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Jewish World Review August 21, 2000 / 20 Menachem-Av, 5760

Amity Shlaes

Amity Shlaes
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Consumer Reports

"I Goofed" -- GEORGE SOROS is making news this week with a big new apology for having wrongly predicted a global financial crash. "Basically I got carried away in thinking the system might actually collapse," the hedge fund titan told the press. "I goofed."

In a new book, "Open Society: From Global Capitalism to Global Democracy" Mr Soros reverses the direction he took in his doomsaying 1998 volume "The Crisis of Global Capitalism: Open Society Endangered".

Mr Soros has said he failed on two counts: not predicting the alacrity with which the Federal Reserve and banks would respond to overseas troubles with infusions of liquidity, and overlooking the stabilising effect of the tech boom. His editor at PublicAffairs, Peter Osnos, tells us that while Mr Soros may have apologised, the second book is also a confirmation of the first, in that it reinforces Mr Soros's thesis that open and free societies are all-important.

But this is mere detail. The real question here is a bigger one: exactly how much does a goof really hurt those whose careers hinge on their calls and their prognosticating? Not much, if a quickie telephone survey by your author is any indication. In fact, the futurist types often recover fine from their bloopers, or even profit from them.

Consider Ed Yardeni, Deutsche Bank's Y2K point man. Over the course of 1999, the forecaster's appalling predictions of imminent millennial breakdown turned his website, '', into a survivalist's icons. Thanks to Mr Yardeni, any number of Americans wasted New Year's Eve sitting among supplies of Gatorade and freeze-dried beef in their basements.

By the quiet early hours of January 1, Mr Yardeni knew it was time to pull a Soros. "I goofed", he wrote in his morning posting. Although he says he had "no hesitation" about the confession, it wasn't easy for him. "If you really believe something, you don't want to let go of it right away." Eight months later, '' is thriving, although material about its old obsession is conspicuously absent on the home page.

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Mr Yardeni attributes this comeback to the fact that he apologised so punctually and frankly. "I certainly didn't get anyone say they never want Yardeni's stuff again," he says. Besides, Mr Yardeni says, some of his warnings, or at least the earlier ones, did much good, "institutional investors who take my material talked to CFOs and their companies then did prepare." Too, he adds, "anybody that's wrong and doesn't admit it just gets ignored after that."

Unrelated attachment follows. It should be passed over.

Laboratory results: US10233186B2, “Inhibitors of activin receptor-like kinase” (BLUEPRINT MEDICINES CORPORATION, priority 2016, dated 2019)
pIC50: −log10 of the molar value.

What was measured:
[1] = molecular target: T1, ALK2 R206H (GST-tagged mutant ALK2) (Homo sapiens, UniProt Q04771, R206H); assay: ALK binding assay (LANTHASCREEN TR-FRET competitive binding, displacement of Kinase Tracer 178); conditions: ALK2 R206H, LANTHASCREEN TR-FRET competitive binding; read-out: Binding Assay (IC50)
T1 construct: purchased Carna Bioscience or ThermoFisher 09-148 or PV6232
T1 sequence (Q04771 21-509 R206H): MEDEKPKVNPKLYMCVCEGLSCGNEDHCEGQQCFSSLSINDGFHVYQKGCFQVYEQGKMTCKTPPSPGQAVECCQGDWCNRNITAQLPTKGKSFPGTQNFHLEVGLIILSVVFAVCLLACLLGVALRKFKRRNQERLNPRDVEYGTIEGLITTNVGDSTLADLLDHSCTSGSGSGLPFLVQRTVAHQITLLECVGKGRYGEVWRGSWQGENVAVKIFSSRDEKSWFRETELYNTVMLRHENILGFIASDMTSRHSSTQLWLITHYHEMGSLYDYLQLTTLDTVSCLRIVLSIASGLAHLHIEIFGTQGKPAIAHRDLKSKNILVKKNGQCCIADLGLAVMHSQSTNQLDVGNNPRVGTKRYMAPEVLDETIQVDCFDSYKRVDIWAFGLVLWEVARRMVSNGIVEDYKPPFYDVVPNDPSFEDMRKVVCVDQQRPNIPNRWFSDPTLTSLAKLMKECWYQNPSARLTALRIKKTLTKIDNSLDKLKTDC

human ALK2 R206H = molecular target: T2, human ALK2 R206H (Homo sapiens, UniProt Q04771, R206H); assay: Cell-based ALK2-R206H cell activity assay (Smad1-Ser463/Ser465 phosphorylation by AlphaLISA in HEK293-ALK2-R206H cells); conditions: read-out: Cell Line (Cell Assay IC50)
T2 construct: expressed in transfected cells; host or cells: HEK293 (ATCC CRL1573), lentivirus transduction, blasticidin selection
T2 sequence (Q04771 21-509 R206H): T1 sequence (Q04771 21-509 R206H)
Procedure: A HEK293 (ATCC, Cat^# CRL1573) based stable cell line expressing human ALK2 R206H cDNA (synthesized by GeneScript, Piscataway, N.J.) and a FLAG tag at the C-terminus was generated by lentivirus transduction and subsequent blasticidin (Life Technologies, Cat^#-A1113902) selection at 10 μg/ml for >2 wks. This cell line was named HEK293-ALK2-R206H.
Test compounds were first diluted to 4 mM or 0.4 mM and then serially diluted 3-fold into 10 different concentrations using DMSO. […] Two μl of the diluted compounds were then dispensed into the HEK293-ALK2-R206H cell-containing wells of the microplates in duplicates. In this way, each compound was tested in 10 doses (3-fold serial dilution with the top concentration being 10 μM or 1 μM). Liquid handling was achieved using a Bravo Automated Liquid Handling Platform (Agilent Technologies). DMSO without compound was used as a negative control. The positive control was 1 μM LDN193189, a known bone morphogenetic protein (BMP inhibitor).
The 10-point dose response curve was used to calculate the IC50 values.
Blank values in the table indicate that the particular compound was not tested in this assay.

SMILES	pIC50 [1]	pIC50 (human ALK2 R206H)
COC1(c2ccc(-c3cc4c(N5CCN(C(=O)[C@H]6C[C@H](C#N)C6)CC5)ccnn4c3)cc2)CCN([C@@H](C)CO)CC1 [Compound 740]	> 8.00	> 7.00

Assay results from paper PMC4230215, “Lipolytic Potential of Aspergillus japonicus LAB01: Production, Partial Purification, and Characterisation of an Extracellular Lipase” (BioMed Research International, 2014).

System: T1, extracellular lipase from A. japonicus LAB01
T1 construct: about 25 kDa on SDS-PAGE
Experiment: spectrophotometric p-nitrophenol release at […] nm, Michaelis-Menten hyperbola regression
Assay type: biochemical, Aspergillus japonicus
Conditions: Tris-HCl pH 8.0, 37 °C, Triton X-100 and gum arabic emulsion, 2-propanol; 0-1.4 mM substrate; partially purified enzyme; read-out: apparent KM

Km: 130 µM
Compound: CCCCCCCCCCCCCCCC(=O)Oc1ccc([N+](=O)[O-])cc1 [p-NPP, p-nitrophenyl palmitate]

Then there is Henry Kaufman, whose dark visions for the future earned him the nickname Dr Doom. From a desk at Salomon Bros in the 1970s, Mr Kaufman waved red flag after red flag about inflation, warning of the inevitability and necessity of future interest rate hikes.

For a long time, he was correct--and alone. "Every dime that interest rates went up," he recalls, "other forecasters said that was the end." Not Dr Doom, some of whose formative years were spent in a Germany not recovered from the hyperinflation of 1923.

Dr Doom's Soros moment came when he failed to change his call after interest rates peaked in the early 1980s. By his own admission, he recognised the new trend many months too late. Finally, in a 17 August, 1982 Salomon Bros memo titled "The Prospects for Interest Rates", the economist allowed that it was time for a fresh look at rates.

The reaction to the innocuous-sounding "Prospects for Interest Rates" was every forecaster's dream. It set off the largest single-day rise the Dow had seen to that date and short-term interest rates plummeted. The FT published the news under the headline "Wall St surge as Kaufman predicts interest rate fall".

In other words, if you are important enough, changing course may win you yet more fame. (For more, see Mr Kaufman's memoir, "On Money and Markets", published recently by McGraw-Hill.)

All of which indicates that errors, even colossal ones, may not damage those who make them quite as much as they may seem to at first. But it also suggests that the loyaler followers of specific prognosticators may want to reconsider their fealty to individual gurus and wise men.

Or, as Michael Steinhardt, Mr Soros's fellow hedge fund titan, put it to us: "Anyone who thinks that George Soros or Michael Steinhardt or anyone who made a lot of money has the ability to project the future is wrong."

JWR contributor Amity Shlaes is a columnist for Financial Times . Her latest book is The Greedy Hand: How Taxes Drive Americans Crazy and What to Do About It. Send your comments by clicking here.


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